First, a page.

VC hero L/Cpl James Ashworth 'supremely courageous'
- 18 March 2013
- From the section UK
The actions of a soldier posthumously awarded the Victoria Cross (VC) have been described as "supremely courageous and inspiring".
L/Corp James Ashworth, 23, from Corby, Northamptonshire, died under enemy fire as he tried to eliminate an insurgent position in Afghanistan, last June.
His family will receive the UK's highest gallantry award on his behalf.
The Grenadier Guard was chasing a sniper protected by covering fire when he was shot in Helmand.
A report on his actions said a platoon of Grenadier Guards had broken up a sharpshooter team and L/Corp Ashworth was alone in pursuing the one remaining member, and died as he was about to throw a grenade.
"With just enough cover to conceal his prostrate form, L/Corp Ashworth inched forward on his belly," the report said.
"Bullets flew over his head as the enemy continued to engage the rest of his team.
"When he was within five metres of the insurgent's position L/Corp Ashworth deliberately crawled out from behind the wall, exposing himself to fire to get a better angle for his throw.
"Rounds were hitting the floor just centimetres around him. He was preparing to throw the grenade when he was tragically hit by enemy fire."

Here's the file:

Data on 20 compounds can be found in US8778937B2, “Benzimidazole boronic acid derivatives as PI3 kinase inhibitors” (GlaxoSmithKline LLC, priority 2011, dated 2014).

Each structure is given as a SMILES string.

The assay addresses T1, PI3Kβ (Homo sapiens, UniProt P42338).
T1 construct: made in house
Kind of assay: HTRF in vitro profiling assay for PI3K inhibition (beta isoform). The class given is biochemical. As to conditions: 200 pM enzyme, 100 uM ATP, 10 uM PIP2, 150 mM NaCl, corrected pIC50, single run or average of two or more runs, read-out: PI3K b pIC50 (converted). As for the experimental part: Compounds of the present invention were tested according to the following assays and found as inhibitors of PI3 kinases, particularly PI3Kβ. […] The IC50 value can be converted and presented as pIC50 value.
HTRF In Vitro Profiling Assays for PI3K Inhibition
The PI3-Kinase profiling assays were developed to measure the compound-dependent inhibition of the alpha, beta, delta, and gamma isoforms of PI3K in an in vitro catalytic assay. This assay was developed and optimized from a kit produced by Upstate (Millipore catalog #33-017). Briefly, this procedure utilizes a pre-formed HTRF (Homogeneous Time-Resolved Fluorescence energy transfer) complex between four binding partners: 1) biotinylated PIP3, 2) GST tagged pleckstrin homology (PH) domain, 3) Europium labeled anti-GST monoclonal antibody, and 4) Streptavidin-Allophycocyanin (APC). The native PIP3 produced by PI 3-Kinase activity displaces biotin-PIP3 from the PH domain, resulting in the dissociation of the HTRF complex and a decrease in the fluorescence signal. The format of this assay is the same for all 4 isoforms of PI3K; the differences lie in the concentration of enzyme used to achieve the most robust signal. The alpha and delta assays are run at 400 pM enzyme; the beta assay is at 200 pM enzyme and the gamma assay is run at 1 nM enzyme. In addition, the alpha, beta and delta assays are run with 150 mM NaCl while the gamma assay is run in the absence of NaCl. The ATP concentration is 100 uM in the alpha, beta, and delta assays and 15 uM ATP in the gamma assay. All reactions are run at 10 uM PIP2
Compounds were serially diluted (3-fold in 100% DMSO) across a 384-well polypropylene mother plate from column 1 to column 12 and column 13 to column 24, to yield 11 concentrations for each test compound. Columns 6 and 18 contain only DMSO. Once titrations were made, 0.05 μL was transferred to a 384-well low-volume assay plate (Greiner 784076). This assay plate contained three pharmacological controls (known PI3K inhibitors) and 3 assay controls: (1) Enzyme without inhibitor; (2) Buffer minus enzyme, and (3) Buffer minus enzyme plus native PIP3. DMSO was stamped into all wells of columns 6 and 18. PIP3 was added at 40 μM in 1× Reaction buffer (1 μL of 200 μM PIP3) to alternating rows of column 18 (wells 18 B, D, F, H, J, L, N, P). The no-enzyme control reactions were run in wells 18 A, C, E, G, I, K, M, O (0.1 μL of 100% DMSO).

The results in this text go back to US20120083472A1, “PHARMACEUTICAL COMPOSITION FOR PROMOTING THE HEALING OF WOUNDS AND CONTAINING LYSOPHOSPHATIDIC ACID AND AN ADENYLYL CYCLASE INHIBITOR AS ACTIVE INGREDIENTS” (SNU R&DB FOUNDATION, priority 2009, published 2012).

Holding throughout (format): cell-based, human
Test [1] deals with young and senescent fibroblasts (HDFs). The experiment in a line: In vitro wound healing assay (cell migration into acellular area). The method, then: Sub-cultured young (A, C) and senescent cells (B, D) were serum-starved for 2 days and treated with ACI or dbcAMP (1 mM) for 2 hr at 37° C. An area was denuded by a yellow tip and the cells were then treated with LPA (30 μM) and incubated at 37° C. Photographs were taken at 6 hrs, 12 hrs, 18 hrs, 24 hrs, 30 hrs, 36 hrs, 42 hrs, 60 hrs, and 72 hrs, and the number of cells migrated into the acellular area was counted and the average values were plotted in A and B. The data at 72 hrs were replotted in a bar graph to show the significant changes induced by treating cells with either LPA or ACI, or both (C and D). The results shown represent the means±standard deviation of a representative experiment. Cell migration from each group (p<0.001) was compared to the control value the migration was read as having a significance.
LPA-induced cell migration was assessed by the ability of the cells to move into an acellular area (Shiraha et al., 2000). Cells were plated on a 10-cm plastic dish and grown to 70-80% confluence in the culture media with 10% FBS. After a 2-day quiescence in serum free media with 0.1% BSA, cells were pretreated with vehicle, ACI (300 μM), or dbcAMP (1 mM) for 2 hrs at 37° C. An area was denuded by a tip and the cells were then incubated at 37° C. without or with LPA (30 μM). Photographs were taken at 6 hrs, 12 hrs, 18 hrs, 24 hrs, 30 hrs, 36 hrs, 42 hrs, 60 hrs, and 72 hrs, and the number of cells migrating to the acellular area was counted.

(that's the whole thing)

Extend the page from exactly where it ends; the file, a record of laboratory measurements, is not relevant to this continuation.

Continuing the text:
His VC citation was read out at the Grenadier Guards barracks in Aldershot, Hampshire.
It said: "His total disregard for his own safety in ensuring that the last grenade was posted accurately was the gallant last action of a soldier who had willingly placed himself in the line of fire on numerous occasions earlier in the attack.
"This supremely courageous and inspiring action deserves the highest recognition."
L/Corp Ashworth's mother Kerry, father Duane and brother Coran, also a serving soldier, were present to hear the citation.
Mrs Ashworth, 44, said that, although the award had made her "ecstatically happy", the announcement had brought back the pain of his death too.
'Town so proud'
"I miss his smile. He's got the best smile anyone could ever have. He always smiles.. and his hugs. I just love him so much," she said.
"[This award] doesn't make it easier but it does make it feel that it wasn't for nothing, he was making a difference out there and James believed in his job.
"We just miss him so much, but this award is not just for James it's for everybody who fights and who has been injured and the whole town is so proud of him."
The Victoria Cross was created in 29 January 1856 and is hand-made from bronze cannon captured from the Russians at the siege of Sevastopol in 1854-55 during the Crimean War.
The inscription 'For Valour' was personally chosen by Queen Victoria.
To date, only 1,360 VC's have been awarded. L/Corp Ashworth's is the 1,361st and is the first VC to be awarded to a British soldier since Corporal Bryan Budd was posthumously honoured in 2006.